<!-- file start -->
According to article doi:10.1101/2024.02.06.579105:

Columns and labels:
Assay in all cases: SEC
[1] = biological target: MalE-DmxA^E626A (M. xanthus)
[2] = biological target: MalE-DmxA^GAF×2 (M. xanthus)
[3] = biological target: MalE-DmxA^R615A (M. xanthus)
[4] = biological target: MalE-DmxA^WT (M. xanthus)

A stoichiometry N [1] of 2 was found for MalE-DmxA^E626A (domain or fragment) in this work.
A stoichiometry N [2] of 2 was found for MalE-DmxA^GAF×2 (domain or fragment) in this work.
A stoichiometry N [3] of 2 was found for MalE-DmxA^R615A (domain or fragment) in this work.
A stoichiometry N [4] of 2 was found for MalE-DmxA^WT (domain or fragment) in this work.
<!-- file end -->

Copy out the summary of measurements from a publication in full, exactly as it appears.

According to article doi:10.1101/2024.02.06.579105:

Columns and labels:
Assay in all cases: SEC
[1] = biological target: MalE-DmxA^E626A (M. xanthus)
[2] = biological target: MalE-DmxA^GAF×2 (M. xanthus)
[3] = biological target: MalE-DmxA^R615A (M. xanthus)
[4] = biological target: MalE-DmxA^WT (M. xanthus)

A stoichiometry N [1] of 2 was found for MalE-DmxA^E626A (domain or fragment) in this work.
A stoichiometry N [2] of 2 was found for MalE-DmxA^GAF×2 (domain or fragment) in this work.
A stoichiometry N [3] of 2 was found for MalE-DmxA^R615A (domain or fragment) in this work.
A stoichiometry N [4] of 2 was found for MalE-DmxA^WT (domain or fragment) in this work.